Rep. Marjorie Taylor Greene (R-Ga.) revealed she’s still weighing a Senate run, but won’t make any promises (threats?) quite yet, as she still hopes to be Donald Trump’s vice president—even as he’s about to be booked in a jail in Greene’s home state of Georgia.
Speaking to the Atlanta Journal-Constitution this week about a possible Senate bid, Greene said, “I haven’t made up my mind whether I will do that or not. I have a lot of things to think about. Am I going to be a part of President Trump’s Cabinet if he wins? Is it possible that I’ll be VP?” The Georgia Congresswoman characterized being Trump’s running mate as “an honor” that she’d consider “very, very heavily.” Consider her application submitted.
Greene’s comments come after Trump on Monday was indicted for a fourth time on 13 felony charges and for leading a “criminal racketeering enterprise” to try to overturn Georgia’s 2020 election results. That the congresswoman still seems confident she could wind up by his side in the White House is a level of confidence to which I can only aspire—all the more so with this latest, damning indictment against Trump taking place in her own backyard.
Greene also offered scathing criticism of Georgia Gov. Brian Kemp (R), who is among few Republicans who have spoken out against Trump for his possibly criminal behaviors in Georgia in the wake of the 2020 election. After Kemp on Tuesday doubled down on insisting Georgia’s voting system had not been rigged in 2020, Greene accused Kemp of siding with Fulton County District Attorney Fani Willis, who brought the charges against Trump.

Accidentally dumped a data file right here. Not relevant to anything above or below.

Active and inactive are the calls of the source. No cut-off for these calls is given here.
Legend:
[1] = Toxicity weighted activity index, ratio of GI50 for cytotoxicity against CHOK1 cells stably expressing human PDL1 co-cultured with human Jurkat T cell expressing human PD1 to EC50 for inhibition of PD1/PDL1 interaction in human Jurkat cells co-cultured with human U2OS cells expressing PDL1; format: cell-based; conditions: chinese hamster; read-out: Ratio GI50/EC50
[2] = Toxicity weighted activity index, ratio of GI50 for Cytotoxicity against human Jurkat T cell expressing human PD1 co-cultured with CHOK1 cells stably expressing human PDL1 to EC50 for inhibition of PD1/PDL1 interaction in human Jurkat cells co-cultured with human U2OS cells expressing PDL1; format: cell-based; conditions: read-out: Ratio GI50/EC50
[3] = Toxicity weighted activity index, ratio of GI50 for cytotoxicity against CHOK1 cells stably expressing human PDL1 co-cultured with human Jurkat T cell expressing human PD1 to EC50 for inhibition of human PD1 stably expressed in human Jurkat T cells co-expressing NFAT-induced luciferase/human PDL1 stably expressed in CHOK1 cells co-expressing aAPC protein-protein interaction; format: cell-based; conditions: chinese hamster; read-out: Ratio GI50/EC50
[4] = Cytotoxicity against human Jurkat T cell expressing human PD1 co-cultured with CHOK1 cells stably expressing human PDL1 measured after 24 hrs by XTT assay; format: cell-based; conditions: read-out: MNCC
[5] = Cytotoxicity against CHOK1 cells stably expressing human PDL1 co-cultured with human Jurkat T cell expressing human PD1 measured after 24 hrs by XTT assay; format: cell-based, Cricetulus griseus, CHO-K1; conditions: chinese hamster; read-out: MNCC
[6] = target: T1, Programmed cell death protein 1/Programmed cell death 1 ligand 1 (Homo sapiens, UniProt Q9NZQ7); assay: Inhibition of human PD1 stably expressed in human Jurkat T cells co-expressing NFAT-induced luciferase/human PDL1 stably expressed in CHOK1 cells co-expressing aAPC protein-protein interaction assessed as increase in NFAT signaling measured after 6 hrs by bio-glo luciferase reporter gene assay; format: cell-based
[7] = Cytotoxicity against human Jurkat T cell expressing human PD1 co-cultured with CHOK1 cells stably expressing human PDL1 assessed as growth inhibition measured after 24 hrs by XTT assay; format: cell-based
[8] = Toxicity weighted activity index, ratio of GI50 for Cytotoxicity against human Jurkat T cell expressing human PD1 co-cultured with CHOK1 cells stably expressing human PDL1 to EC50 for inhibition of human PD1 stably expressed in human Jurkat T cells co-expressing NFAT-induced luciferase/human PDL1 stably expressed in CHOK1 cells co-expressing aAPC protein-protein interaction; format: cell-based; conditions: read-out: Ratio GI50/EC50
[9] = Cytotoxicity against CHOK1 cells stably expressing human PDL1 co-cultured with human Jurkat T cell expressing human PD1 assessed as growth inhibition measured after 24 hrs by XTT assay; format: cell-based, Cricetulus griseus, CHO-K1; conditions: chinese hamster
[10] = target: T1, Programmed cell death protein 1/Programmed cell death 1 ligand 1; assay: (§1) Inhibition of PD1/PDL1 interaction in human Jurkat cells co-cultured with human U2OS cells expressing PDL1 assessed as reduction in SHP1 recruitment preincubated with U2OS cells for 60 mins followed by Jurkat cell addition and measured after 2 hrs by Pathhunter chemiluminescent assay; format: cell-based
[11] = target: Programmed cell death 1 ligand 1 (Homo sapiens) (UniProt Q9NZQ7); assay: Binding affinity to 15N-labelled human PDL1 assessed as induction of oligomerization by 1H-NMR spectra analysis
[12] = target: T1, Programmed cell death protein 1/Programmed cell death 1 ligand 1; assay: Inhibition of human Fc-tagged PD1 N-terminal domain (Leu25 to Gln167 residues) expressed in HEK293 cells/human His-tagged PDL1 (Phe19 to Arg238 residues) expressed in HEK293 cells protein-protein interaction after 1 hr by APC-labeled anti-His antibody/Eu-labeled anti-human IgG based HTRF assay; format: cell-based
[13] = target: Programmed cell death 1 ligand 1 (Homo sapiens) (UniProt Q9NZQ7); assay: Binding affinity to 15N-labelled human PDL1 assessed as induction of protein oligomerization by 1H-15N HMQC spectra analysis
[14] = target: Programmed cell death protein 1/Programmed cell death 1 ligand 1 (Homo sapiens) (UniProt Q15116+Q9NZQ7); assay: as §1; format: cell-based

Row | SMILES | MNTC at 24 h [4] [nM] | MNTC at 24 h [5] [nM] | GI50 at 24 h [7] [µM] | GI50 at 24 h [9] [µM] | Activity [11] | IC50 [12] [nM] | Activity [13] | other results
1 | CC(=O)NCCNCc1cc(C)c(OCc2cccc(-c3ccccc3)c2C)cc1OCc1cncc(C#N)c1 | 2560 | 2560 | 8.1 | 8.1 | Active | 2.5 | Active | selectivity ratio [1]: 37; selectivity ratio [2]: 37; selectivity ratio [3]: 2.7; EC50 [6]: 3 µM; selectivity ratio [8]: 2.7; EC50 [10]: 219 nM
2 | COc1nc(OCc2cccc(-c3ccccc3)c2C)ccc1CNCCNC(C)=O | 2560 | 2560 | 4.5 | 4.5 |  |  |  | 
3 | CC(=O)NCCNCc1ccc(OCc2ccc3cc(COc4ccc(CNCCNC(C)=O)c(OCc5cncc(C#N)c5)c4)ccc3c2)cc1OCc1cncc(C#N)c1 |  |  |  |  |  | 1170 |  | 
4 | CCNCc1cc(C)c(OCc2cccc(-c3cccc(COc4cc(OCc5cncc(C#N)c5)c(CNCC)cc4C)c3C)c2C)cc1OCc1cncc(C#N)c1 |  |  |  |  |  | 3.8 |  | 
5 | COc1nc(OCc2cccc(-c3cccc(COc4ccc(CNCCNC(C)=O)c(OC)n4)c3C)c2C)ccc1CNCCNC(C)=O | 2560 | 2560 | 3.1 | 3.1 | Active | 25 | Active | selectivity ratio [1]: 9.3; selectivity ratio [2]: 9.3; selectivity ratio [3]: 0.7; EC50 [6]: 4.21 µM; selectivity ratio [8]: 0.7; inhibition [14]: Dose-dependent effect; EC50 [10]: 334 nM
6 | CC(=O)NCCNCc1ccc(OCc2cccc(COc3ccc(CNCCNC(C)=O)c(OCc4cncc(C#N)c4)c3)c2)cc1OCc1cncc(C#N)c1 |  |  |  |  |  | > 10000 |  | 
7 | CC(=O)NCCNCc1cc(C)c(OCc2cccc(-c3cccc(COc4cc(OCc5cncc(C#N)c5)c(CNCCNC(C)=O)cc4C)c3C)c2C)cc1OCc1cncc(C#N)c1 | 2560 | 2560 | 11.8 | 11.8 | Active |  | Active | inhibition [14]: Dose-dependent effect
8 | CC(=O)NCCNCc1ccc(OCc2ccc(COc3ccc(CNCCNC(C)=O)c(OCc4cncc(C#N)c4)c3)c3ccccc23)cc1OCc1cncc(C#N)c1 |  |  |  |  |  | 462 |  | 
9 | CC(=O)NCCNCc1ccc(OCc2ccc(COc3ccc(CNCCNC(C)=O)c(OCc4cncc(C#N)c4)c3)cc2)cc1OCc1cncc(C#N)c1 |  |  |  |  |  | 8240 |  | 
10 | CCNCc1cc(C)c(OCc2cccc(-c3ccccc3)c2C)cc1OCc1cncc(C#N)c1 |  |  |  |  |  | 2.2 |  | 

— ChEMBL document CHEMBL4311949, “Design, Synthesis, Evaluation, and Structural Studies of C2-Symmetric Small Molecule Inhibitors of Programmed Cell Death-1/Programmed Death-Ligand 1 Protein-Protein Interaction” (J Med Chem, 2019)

“[Kemp’s] message should have been against this, not arguing with President Trump about the election and making it about his own ego and pride over Georgia’s election. That’s a bad statement, and I was very upset over it,” Greene said, also questioning how Kemp’s anti-Trump stance will affect his political future in a possible reference to speculation that Kemp will run for Senate in 2026.
To be certain, Trump appears to be cruising toward the Republican nomination without much opposition, but there’s no telling where the dozens of criminal charges he faces might go in the coming months. As for his running mate for 2024, Greene faces a crowded field of competitors, including Arizona’s Kari Lake—who’s practically become roommates with Trump in recent months—and Greene’s own nemesis in Congress, Rep. Lauren Boebert (R-Co.)—or, as Greene has called her, that “nasty little bitch.”
If Greene had any good sense, she wouldn’t pin her career aspirations on the off chance that Trump doesn’t wind up in prison or choose someone smarter and less toxic for a running mate. But alas, she’s absolutely hitched her wagon to his, and I’d love to watch them both drive off a cliff together.